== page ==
The Milan-born designer Fabrizio Casiraghi likes to incorporate ethnic items into his projects. “For me, they bring a modernity,” he says. “I like to mix design with objects from far-flung countries. Today’s interiors should be all about putting things together from different cultures.” So in many ways, Sébastien Brocandel was the perfect client, given his love of bringing things back from travels. “They’re more souvenirs,” says the executive director of the Paris-based marketing and publicity agency Pschhh. “But I also love the spirit of curiosity cabinets.” In his one-bedroom flat are a Tanzanian water jar, a Persian prayer mat and a 19th-century Chinese travel chest.
Casiraghi’s early aesthetic memories are also linked to journeys. His childhood holidays took in everywhere from Egypt and Kenya to Cuba, and he still clearly remembers when he was about six being struck at how the Cinque Terre fishing villages remained unspoilt. “I was sitting with my father and said: ‘It’s incredible how they have managed to conserve the heritage,’” he recalls. “To which my father replied: ‘It’s incredible for you to notice! You should become an architect!’”
Casiraghi did study architecture and town planning at Milan’s Scuola Politecnica di Design, but ended up segueing into interiors instead. He trained for two years with Dimore Studio before setting up his own practice in 2015 and moving to Paris.
To date, he has completed a boutique for French candlemaker Cire Trudon in New York’s Nolita district and is currently at work on a Spanish restaurant in Hong Kong; a house in Venice; and a hotel, a restaurant and a 500m2 apartment in the French capital.
Small, sophisticated and cosy
Brocandel’s flat is rather smaller. Just 50m2, it is in the trendy Haut Marais district, home to hip restaurants and art galleries. He was attracted to the area’s central location and cultural spirit. He also fell in love with the building, which dates from 1811 and is listed, with period details still intact. “The fireplaces, for instance, are both cosy but also sober in style,” he notes. “There was a certain sophistication, but in a very undemonstrative way.”
The previous owners had painted the flat completely white and laid a floating parquet floor in the sitting room. “My first thought when I walked in was that there needed to be some colour,” recalls Casiraghi. “Otherwise, it would have looked like a doctor’s surgery.” In his mind, using darker hues was also appropriate because the flat gets little natural light. “When a space is dark, you should always exaggerate the effect and use sombre tones to create an almost cave-like effect,” he says. He painted most of the walls a midnight blue and put a cardinal red carpet in the sitting room.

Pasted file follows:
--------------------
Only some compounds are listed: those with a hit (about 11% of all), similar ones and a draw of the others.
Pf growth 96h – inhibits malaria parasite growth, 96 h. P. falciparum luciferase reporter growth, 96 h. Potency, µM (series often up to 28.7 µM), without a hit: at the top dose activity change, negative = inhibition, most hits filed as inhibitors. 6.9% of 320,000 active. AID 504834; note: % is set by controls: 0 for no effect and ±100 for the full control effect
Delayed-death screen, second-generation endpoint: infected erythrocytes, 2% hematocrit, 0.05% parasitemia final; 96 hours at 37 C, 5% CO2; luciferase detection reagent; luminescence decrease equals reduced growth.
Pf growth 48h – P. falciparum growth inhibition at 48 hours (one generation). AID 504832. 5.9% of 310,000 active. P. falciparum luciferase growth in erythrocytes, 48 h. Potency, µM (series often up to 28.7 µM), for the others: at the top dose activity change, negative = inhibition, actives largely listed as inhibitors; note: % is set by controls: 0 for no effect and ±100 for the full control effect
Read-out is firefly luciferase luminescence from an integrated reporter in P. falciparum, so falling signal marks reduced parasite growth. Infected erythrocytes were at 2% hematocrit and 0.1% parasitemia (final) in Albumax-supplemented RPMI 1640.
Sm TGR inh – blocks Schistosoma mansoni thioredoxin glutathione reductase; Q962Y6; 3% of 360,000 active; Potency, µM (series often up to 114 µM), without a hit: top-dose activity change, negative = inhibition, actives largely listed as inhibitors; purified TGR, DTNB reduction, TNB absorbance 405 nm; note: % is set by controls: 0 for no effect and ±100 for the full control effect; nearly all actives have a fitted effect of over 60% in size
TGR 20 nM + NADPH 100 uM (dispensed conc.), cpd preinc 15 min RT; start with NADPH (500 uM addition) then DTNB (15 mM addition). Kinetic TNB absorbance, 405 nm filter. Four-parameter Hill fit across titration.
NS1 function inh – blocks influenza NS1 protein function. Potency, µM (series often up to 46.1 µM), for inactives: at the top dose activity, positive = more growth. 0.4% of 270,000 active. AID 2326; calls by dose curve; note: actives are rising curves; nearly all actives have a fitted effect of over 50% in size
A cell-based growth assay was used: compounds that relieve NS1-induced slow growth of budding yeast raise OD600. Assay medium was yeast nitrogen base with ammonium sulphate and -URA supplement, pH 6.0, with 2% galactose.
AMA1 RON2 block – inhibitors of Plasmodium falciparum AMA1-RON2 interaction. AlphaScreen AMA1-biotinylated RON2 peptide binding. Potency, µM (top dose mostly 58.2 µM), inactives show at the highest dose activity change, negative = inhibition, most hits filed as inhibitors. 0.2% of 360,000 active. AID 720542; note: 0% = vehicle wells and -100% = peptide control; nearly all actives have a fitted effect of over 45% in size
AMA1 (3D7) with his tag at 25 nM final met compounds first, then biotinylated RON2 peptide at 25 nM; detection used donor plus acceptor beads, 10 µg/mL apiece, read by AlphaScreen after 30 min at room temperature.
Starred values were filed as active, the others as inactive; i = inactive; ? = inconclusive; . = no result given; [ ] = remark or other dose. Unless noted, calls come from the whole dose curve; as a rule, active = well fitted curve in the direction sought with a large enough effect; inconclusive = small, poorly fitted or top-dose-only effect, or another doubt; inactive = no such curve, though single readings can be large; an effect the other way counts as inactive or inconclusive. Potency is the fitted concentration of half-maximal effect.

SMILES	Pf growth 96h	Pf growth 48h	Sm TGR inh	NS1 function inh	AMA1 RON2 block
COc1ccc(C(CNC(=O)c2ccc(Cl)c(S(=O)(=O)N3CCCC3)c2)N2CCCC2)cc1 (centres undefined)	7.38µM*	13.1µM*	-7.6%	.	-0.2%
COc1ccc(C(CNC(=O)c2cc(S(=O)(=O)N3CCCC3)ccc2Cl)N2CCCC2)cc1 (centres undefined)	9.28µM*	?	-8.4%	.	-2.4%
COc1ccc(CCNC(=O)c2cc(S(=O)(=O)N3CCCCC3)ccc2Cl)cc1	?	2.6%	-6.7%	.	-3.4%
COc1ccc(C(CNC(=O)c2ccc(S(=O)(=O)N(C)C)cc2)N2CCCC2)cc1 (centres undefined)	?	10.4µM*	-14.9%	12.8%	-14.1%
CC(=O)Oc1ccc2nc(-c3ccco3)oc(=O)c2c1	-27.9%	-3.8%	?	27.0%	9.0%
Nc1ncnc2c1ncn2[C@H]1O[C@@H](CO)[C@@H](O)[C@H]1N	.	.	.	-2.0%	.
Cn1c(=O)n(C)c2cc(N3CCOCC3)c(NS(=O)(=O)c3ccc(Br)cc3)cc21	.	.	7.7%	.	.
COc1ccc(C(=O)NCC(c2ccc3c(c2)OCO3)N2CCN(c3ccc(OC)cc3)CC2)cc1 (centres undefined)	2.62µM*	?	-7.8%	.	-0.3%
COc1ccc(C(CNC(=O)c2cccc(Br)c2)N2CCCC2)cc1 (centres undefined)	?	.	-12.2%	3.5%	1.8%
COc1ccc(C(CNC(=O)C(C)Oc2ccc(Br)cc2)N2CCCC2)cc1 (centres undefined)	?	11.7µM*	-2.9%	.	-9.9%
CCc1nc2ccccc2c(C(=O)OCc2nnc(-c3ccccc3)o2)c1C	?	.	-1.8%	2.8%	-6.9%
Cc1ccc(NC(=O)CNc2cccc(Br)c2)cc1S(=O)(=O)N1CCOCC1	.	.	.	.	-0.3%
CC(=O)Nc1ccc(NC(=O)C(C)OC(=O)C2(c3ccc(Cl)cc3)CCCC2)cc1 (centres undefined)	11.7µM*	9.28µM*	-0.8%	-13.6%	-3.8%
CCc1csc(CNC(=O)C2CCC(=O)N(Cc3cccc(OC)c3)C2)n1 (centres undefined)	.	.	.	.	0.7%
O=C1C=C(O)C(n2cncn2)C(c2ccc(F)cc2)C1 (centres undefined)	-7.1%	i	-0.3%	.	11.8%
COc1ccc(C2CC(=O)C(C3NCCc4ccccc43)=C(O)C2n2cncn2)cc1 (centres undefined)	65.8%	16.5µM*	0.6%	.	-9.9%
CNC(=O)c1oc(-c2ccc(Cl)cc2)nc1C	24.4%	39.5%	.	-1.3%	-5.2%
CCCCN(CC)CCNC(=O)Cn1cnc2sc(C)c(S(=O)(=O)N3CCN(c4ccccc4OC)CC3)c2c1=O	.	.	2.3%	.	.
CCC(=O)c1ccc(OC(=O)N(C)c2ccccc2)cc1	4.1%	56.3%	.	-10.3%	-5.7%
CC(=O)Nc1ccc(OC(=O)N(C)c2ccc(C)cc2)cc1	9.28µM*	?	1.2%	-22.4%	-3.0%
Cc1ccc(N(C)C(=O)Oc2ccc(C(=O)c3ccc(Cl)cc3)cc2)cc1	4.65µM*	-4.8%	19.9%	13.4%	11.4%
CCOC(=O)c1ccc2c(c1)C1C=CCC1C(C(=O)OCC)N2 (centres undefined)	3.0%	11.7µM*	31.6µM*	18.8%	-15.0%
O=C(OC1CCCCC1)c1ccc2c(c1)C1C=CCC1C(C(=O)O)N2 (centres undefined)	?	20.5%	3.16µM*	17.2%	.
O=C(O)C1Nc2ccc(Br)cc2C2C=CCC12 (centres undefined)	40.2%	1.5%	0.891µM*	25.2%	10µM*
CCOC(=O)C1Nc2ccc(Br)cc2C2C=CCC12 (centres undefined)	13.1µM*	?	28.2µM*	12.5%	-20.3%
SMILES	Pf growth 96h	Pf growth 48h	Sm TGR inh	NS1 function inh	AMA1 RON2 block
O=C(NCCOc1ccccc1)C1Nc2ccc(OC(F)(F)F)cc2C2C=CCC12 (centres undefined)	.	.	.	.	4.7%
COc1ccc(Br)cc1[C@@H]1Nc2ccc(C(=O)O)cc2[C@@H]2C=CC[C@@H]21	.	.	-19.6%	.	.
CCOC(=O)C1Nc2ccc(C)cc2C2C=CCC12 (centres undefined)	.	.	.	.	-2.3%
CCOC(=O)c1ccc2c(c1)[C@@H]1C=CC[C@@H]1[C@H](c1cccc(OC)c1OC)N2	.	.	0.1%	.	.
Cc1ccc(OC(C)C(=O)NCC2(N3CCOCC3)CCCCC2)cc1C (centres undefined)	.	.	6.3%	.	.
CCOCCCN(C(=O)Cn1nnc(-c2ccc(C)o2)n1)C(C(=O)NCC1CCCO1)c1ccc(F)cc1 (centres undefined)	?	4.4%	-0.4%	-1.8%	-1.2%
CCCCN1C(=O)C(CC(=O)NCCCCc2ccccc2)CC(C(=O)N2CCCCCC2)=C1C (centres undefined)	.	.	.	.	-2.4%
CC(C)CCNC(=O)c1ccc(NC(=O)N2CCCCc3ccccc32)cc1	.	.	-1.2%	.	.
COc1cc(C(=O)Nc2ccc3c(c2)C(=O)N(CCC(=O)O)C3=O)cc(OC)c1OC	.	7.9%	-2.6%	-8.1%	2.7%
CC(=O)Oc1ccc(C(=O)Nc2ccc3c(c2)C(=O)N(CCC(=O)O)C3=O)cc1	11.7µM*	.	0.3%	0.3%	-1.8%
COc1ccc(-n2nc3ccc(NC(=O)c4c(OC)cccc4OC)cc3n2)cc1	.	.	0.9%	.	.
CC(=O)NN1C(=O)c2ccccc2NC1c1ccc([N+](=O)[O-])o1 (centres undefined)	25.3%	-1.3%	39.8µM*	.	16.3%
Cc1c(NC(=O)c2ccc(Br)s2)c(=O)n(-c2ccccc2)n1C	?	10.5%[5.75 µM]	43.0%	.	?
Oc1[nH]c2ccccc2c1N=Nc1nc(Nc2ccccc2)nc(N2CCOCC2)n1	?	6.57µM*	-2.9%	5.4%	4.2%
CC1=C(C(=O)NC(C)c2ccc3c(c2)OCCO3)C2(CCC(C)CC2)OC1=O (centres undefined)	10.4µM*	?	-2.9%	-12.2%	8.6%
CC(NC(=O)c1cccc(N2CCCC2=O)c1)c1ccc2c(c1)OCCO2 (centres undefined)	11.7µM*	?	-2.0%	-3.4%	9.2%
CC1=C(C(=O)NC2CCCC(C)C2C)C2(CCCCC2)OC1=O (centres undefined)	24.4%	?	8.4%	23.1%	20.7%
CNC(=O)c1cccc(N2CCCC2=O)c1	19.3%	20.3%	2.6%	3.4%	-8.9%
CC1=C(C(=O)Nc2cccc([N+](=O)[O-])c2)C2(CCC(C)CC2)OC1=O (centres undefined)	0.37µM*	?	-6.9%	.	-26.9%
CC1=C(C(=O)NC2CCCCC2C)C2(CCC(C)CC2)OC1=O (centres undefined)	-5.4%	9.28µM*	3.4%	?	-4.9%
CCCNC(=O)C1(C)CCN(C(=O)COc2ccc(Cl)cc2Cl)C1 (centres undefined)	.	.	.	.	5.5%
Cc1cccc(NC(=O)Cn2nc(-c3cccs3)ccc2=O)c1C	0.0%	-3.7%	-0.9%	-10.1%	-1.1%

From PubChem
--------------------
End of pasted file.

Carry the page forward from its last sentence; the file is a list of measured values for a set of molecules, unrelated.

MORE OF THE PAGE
The only space Casiraghi reconfigured is the entry. A corridor, a tiny bathroom and an enclosed kitchen were opened up and now a small breakfast table looks on to the tree-filled courtyard. Brocandel also requested a large bathroom. “I unwind better after a long day at work by taking a bath rather than cooking,” he declares. “Each to their own!”
Casiraghi’s design for the bathroom took its inspiration from one at the Villa Necchi in Milan, the modernist masterpiece conceived by his favourite architect, Piero Portaluppi. “I think of that house when I start each new project,” he says. “I always find a detail I can use.”
Patchwork of styles
The highlight in the kitchen is a sleek cabinet set on top of a brass plaque on the floor. “I love the contrast of this minimal, ultra-contemporary monolith in a setting that’s full of history,” enthuses Brocandel.
He was keen that the furnishings should reflect his love of the decorative arts of different periods. “It’s like in music, where I’m a fan of both electronic music and opera,” he explains. “I wanted Fabrizio to help me create a kind of patchwork.”
Casiraghi did so by juxtaposing the ethnic objects Brocandel already had with pieces of 20th-century design sourced from all over Europe. The Curtis Jeré wall sculpture was acquired in Copenhagen, the Marcel Breuer chairs and Fontana Arte sconce in Lugano, and the Hans Agne Jakobsson pendant lights at an auction in Stockholm. Perhaps Brocandel’s favourite find, however, is the 1920s lacquer screen that hangs on the wall behind his bed. It was unearthed at the Paris flea market and features a motif of birds in trees. “I came across it by chance, but it turned out to be exactly the same width as the bed,” he says. “It’s as if it were made for here and I know it’s something I’ll keep for a very long time.”